Attempt 5: “Given that we have to make some significant changes, let’s make the systems better while we are at it.”
Problem-Solving Process Phase 2 – Developing the Resolution and Evaluation Plan:
Attempt 1: “So, how would our systems have to change to fix the BIG problem?” Along with, “What issues can we anticipate with this plan?” And, “What has to happen to show that we have it fixed (the BIG problem)?”
Attempt 2: “Here is the list of key people that must embrace these changes and guarantee that their teams will deliver using these new strategies.”
Attempt 3: “Progress, at last, seeing meetings, trainings, document rewrites, discussions in the parking lot, analysis of the data we planned to monitor, examination of some other datapoints that we realized might be even more relevant…”
Attempt 4: (reinforcing the plan): “Some of our people are not co-operating with this initiative. They don’t like the changes and seem to think it is a waiting game. There is one person, in particular, that has not come on board.”
Attempt 5 (more commitment, more action): “We cannot allow ourselves to fail. Late deliveries can’t continue, if our business is to succeed. Make it clear to this person that they are obstructing our efforts to resolve a critical problem. If they don’t move quickly, we will need to step in. And, they should immediately voice their concerns about any systems that are dragging down their end of things. These processes can happen simultaneously.”
Reliable Conclusion: the BIG problem will be completely resolved. Otherwise, it’s back to Phase 1 and Phase 2 for the heroes, because resolving this BIG problem is important to them all.
BIG problems can be solved
Successful resolution of BIG problems requires strong critical thinking skills and mindset. Your leaders and employees need to build their capacity to think, together, so that BIG problems can be identified, analyzed, reviewed and resolved.
Insight Assessment is your BIG resource for problem-solving
Insight Assessment has 30+ years of data-driven experience researching and measuring critical thinking—the foundation of superior problem-solving and decision-making. We deliver objective, actionable data globally.
Our comprehensive industry specific assessments provide in-depth analysis of individuals and teams. Assessments focus on the fifteen key components of critical thinking and the associated mental disciplines. Strengths and weaknesses are clearly identified.
INSIGHT Development Program is an accessible, efficient, online training program to address the skill gaps in your teams. Designed for independent study by employees, INSIGHT Development Program can also be seamlessly incorporated into your existing training. Proven online modules deliver continued improvement for both your struggling and your top critical thinkers. Be proactive.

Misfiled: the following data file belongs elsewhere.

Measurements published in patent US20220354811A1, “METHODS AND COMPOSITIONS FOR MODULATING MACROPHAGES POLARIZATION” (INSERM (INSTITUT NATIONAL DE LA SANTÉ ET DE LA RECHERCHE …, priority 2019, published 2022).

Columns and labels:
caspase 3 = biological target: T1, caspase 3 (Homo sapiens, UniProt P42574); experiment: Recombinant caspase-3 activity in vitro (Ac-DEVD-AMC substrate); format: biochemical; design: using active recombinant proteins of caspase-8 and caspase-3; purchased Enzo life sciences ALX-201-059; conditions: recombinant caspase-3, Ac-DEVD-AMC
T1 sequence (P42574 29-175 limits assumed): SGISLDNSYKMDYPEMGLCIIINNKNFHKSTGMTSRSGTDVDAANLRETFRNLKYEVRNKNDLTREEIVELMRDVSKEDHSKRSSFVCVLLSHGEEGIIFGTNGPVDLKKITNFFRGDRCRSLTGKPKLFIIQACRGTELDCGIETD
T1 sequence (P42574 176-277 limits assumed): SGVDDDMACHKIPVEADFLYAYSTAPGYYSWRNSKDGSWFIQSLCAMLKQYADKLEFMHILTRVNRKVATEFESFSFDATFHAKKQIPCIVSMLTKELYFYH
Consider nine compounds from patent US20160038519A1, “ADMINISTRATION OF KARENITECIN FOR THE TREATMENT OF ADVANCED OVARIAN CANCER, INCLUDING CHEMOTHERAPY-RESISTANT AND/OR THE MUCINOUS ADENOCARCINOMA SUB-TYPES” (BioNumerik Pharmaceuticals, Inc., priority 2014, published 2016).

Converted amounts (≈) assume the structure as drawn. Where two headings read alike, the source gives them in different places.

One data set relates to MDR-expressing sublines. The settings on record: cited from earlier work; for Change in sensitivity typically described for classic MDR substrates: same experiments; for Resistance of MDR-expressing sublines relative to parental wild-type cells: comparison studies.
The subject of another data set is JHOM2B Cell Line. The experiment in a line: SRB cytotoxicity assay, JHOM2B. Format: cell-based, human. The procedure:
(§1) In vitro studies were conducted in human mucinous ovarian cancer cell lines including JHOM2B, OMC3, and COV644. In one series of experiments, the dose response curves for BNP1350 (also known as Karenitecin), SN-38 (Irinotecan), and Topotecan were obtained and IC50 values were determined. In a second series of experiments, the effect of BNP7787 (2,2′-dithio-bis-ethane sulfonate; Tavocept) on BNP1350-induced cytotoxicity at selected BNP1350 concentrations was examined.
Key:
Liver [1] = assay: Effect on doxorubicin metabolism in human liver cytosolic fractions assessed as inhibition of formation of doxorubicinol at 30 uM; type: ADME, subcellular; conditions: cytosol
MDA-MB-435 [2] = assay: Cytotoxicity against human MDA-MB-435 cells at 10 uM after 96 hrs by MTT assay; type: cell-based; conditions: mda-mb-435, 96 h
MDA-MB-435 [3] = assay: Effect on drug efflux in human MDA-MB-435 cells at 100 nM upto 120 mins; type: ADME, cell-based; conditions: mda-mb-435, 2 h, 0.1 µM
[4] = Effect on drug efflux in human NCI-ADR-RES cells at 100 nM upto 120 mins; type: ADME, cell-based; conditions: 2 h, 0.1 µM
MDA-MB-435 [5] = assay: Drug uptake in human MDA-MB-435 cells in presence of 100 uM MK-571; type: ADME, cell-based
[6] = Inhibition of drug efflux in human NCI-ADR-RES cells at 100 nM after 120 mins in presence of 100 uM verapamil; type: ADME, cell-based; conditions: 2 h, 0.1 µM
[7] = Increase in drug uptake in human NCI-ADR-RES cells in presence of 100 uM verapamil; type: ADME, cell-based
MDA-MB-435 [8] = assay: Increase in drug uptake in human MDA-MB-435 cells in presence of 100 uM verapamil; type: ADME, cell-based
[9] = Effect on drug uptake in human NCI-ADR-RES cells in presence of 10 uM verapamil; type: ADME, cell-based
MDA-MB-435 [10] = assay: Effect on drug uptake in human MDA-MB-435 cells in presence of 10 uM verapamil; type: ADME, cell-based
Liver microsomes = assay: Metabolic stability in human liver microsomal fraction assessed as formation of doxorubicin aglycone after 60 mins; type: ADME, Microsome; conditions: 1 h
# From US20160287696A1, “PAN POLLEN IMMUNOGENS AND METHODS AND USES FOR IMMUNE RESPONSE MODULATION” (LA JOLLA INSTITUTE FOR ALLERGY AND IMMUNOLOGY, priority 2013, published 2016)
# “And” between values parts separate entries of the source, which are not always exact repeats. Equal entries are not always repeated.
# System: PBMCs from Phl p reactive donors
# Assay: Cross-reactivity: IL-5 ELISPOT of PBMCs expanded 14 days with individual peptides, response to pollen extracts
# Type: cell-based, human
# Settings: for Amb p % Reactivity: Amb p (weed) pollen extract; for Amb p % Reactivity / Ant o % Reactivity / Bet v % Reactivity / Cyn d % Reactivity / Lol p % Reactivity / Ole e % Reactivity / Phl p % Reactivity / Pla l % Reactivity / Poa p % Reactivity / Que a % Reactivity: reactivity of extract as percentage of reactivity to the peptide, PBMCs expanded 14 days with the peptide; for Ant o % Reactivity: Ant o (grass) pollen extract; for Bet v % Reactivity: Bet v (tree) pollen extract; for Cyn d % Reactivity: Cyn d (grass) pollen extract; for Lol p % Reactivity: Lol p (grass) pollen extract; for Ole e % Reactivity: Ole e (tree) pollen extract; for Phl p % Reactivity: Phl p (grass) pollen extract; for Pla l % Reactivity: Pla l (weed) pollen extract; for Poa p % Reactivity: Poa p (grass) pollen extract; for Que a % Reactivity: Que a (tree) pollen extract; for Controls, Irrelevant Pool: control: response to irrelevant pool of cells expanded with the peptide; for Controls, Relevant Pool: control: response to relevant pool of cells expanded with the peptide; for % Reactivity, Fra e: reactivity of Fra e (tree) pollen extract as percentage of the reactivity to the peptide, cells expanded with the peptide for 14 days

Dr. Noreen Facione, CEO of Insight Assessment
Dr. Noreen Facione, CEO of Insight Assessment has led the company expansion into being a global provider of critical thinking assessments for the Business, Health Sciences, Education, Legal and Defense sectors. Under Dr. Facione’s leadership, Insight Assessment maintains valid and reliable, technologically secure, assessment and training capability, responsive to the needs of the client. This standard is possible because of the exceptional team that is Insight Assessment.
For Dr. Facione, the company’s commitment to improving critical thinking worldwide is a challenge worth tireless effort. “Analyzing problems, making high-stakes decisions, managing risks, having innovative ideas, all of these depend on strength in critical thinking skills and mindset. We need all of these to be healthy people, and to have happy families, successful businesses and stable governments, worldwide.
As a decision scientist and psychometrician at the University of California San Francisco, Dr. Facione described how strength in decision-making influenced symptom interpretation, care-seeking behavior and, as a result, earlier cancer detection. Links between reasoning skills and mindset attributes led to the development of assessments targeting the habits of mind needed for strength in critical thinking.
Insight Assessment was founded to make reasoning skills and mindset assessments available to independent scholars and educators engaged in the training and assessment of critical thinking. Over the years, Dr. Facione and the other research professionals at Insight Assessment, have worked with thousands of educators, government leaders, and corporate executives to help them design and carry out initiatives to improve reasoning and problem-solving in their organizations, agencies and classrooms. Her published books and training materials include: Critical Thinking and Clinical Reasoning in the Health Sciences; Thinking and Reasoning in Human Decision Making; and the INSIGHT Development Program.